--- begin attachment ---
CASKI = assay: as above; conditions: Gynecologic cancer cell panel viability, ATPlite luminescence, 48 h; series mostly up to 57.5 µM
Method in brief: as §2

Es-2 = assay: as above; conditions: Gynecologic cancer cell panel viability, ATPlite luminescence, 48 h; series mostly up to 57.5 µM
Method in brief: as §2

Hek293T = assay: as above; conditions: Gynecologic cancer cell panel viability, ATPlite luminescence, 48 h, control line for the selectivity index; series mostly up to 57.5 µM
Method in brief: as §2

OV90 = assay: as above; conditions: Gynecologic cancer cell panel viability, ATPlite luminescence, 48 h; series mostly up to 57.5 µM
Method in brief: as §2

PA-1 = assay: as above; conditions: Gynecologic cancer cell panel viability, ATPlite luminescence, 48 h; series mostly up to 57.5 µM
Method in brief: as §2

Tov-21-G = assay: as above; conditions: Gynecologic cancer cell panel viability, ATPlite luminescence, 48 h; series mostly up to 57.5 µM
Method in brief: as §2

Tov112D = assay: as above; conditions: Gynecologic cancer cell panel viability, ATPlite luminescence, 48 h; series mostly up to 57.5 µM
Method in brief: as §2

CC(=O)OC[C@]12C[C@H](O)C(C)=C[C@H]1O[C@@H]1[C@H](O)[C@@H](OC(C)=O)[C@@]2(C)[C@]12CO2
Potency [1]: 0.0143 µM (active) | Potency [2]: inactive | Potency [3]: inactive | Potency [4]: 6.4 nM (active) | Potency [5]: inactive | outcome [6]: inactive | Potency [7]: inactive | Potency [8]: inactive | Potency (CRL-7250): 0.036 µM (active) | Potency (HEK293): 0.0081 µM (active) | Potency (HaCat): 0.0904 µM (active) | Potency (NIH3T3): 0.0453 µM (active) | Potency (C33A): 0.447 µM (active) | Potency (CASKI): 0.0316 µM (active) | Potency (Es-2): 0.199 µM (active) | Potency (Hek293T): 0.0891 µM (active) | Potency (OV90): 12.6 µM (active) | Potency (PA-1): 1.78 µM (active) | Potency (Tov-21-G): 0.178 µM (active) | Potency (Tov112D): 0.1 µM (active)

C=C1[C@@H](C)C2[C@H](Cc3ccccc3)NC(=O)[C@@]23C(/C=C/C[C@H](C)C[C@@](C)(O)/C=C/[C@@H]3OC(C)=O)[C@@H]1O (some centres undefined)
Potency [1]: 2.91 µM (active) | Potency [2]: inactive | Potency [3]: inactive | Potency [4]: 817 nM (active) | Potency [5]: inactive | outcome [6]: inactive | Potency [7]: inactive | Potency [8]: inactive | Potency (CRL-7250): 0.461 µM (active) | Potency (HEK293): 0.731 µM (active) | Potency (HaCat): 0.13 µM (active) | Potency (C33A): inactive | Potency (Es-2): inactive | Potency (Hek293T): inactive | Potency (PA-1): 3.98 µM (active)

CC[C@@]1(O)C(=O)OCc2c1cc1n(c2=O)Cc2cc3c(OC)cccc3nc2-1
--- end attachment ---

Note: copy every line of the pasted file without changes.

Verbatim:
CASKI = assay: as above; conditions: Gynecologic cancer cell panel viability, ATPlite luminescence, 48 h; series mostly up to 57.5 µM
Method in brief: as §2

Es-2 = assay: as above; conditions: Gynecologic cancer cell panel viability, ATPlite luminescence, 48 h; series mostly up to 57.5 µM
Method in brief: as §2

Hek293T = assay: as above; conditions: Gynecologic cancer cell panel viability, ATPlite luminescence, 48 h, control line for the selectivity index; series mostly up to 57.5 µM
Method in brief: as §2

OV90 = assay: as above; conditions: Gynecologic cancer cell panel viability, ATPlite luminescence, 48 h; series mostly up to 57.5 µM
Method in brief: as §2

PA-1 = assay: as above; conditions: Gynecologic cancer cell panel viability, ATPlite luminescence, 48 h; series mostly up to 57.5 µM
Method in brief: as §2

Tov-21-G = assay: as above; conditions: Gynecologic cancer cell panel viability, ATPlite luminescence, 48 h; series mostly up to 57.5 µM
Method in brief: as §2

Tov112D = assay: as above; conditions: Gynecologic cancer cell panel viability, ATPlite luminescence, 48 h; series mostly up to 57.5 µM
Method in brief: as §2

CC(=O)OC[C@]12C[C@H](O)C(C)=C[C@H]1O[C@@H]1[C@H](O)[C@@H](OC(C)=O)[C@@]2(C)[C@]12CO2
Potency [1]: 0.0143 µM (active) | Potency [2]: inactive | Potency [3]: inactive | Potency [4]: 6.4 nM (active) | Potency [5]: inactive | outcome [6]: inactive | Potency [7]: inactive | Potency [8]: inactive | Potency (CRL-7250): 0.036 µM (active) | Potency (HEK293): 0.0081 µM (active) | Potency (HaCat): 0.0904 µM (active) | Potency (NIH3T3): 0.0453 µM (active) | Potency (C33A): 0.447 µM (active) | Potency (CASKI): 0.0316 µM (active) | Potency (Es-2): 0.199 µM (active) | Potency (Hek293T): 0.0891 µM (active) | Potency (OV90): 12.6 µM (active) | Potency (PA-1): 1.78 µM (active) | Potency (Tov-21-G): 0.178 µM (active) | Potency (Tov112D): 0.1 µM (active)

C=C1[C@@H](C)C2[C@H](Cc3ccccc3)NC(=O)[C@@]23C(/C=C/C[C@H](C)C[C@@](C)(O)/C=C/[C@@H]3OC(C)=O)[C@@H]1O (some centres undefined)
Potency [1]: 2.91 µM (active) | Potency [2]: inactive | Potency [3]: inactive | Potency [4]: 817 nM (active) | Potency [5]: inactive | outcome [6]: inactive | Potency [7]: inactive | Potency [8]: inactive | Potency (CRL-7250): 0.461 µM (active) | Potency (HEK293): 0.731 µM (active) | Potency (HaCat): 0.13 µM (active) | Potency (C33A): inactive | Potency (Es-2): inactive | Potency (Hek293T): inactive | Potency (PA-1): 3.98 µM (active)

CC[C@@]1(O)C(=O)OCc2c1cc1n(c2=O)Cc2cc3c(OC)cccc3nc2-1